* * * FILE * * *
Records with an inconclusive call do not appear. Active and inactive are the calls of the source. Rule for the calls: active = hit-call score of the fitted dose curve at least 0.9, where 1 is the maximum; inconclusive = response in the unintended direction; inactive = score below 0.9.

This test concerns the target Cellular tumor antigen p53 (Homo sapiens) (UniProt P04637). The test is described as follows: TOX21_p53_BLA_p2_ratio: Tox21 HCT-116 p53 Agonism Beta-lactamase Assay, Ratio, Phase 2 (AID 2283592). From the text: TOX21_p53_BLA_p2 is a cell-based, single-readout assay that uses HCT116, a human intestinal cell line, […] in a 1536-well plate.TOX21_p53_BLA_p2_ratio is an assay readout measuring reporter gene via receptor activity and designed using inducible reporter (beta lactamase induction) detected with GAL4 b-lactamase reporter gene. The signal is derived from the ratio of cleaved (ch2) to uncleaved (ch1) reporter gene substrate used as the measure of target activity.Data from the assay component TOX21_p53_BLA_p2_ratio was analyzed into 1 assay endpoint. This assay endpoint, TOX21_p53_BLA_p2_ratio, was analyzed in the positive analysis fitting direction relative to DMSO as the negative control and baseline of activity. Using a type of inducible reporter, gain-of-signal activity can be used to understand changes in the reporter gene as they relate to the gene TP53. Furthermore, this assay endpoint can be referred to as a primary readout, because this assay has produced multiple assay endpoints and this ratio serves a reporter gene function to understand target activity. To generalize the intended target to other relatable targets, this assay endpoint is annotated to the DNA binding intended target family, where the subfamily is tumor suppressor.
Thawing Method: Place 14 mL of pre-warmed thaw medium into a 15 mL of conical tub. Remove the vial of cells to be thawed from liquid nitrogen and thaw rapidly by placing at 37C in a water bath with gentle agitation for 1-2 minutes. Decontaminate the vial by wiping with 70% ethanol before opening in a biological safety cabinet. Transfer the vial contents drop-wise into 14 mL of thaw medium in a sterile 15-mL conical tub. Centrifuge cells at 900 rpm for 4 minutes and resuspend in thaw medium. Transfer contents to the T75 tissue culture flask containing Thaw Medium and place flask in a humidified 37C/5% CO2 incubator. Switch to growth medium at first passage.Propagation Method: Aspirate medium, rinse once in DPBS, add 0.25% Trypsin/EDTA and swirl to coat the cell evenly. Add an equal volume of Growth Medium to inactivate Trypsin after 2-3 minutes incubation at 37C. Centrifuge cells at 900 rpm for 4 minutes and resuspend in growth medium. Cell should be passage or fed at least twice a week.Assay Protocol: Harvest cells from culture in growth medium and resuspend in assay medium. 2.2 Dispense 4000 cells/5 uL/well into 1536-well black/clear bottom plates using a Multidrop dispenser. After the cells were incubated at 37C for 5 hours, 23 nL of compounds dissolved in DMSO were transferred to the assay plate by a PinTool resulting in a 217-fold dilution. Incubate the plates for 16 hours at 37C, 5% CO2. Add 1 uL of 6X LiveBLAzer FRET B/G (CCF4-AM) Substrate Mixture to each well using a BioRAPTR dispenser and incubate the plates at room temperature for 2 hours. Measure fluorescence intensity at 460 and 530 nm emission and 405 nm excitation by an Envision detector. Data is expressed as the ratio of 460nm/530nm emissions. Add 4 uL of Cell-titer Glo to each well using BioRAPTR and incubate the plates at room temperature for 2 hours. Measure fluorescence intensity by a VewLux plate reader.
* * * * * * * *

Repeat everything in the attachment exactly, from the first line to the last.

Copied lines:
Records with an inconclusive call do not appear. Active and inactive are the calls of the source. Rule for the calls: active = hit-call score of the fitted dose curve at least 0.9, where 1 is the maximum; inconclusive = response in the unintended direction; inactive = score below 0.9.

This test concerns the target Cellular tumor antigen p53 (Homo sapiens) (UniProt P04637). The test is described as follows: TOX21_p53_BLA_p2_ratio: Tox21 HCT-116 p53 Agonism Beta-lactamase Assay, Ratio, Phase 2 (AID 2283592). From the text: TOX21_p53_BLA_p2 is a cell-based, single-readout assay that uses HCT116, a human intestinal cell line, […] in a 1536-well plate.TOX21_p53_BLA_p2_ratio is an assay readout measuring reporter gene via receptor activity and designed using inducible reporter (beta lactamase induction) detected with GAL4 b-lactamase reporter gene. The signal is derived from the ratio of cleaved (ch2) to uncleaved (ch1) reporter gene substrate used as the measure of target activity.Data from the assay component TOX21_p53_BLA_p2_ratio was analyzed into 1 assay endpoint. This assay endpoint, TOX21_p53_BLA_p2_ratio, was analyzed in the positive analysis fitting direction relative to DMSO as the negative control and baseline of activity. Using a type of inducible reporter, gain-of-signal activity can be used to understand changes in the reporter gene as they relate to the gene TP53. Furthermore, this assay endpoint can be referred to as a primary readout, because this assay has produced multiple assay endpoints and this ratio serves a reporter gene function to understand target activity. To generalize the intended target to other relatable targets, this assay endpoint is annotated to the DNA binding intended target family, where the subfamily is tumor suppressor.
Thawing Method: Place 14 mL of pre-warmed thaw medium into a 15 mL of conical tub. Remove the vial of cells to be thawed from liquid nitrogen and thaw rapidly by placing at 37C in a water bath with gentle agitation for 1-2 minutes. Decontaminate the vial by wiping with 70% ethanol before opening in a biological safety cabinet. Transfer the vial contents drop-wise into 14 mL of thaw medium in a sterile 15-mL conical tub. Centrifuge cells at 900 rpm for 4 minutes and resuspend in thaw medium. Transfer contents to the T75 tissue culture flask containing Thaw Medium and place flask in a humidified 37C/5% CO2 incubator. Switch to growth medium at first passage.Propagation Method: Aspirate medium, rinse once in DPBS, add 0.25% Trypsin/EDTA and swirl to coat the cell evenly. Add an equal volume of Growth Medium to inactivate Trypsin after 2-3 minutes incubation at 37C. Centrifuge cells at 900 rpm for 4 minutes and resuspend in growth medium. Cell should be passage or fed at least twice a week.Assay Protocol: Harvest cells from culture in growth medium and resuspend in assay medium. 2.2 Dispense 4000 cells/5 uL/well into 1536-well black/clear bottom plates using a Multidrop dispenser. After the cells were incubated at 37C for 5 hours, 23 nL of compounds dissolved in DMSO were transferred to the assay plate by a PinTool resulting in a 217-fold dilution. Incubate the plates for 16 hours at 37C, 5% CO2. Add 1 uL of 6X LiveBLAzer FRET B/G (CCF4-AM) Substrate Mixture to each well using a BioRAPTR dispenser and incubate the plates at room temperature for 2 hours. Measure fluorescence intensity at 460 and 530 nm emission and 405 nm excitation by an Envision detector. Data is expressed as the ratio of 460nm/530nm emissions. Add 4 uL of Cell-titer Glo to each well using BioRAPTR and incubate the plates at room temperature for 2 hours. Measure fluorescence intensity by a VewLux plate reader.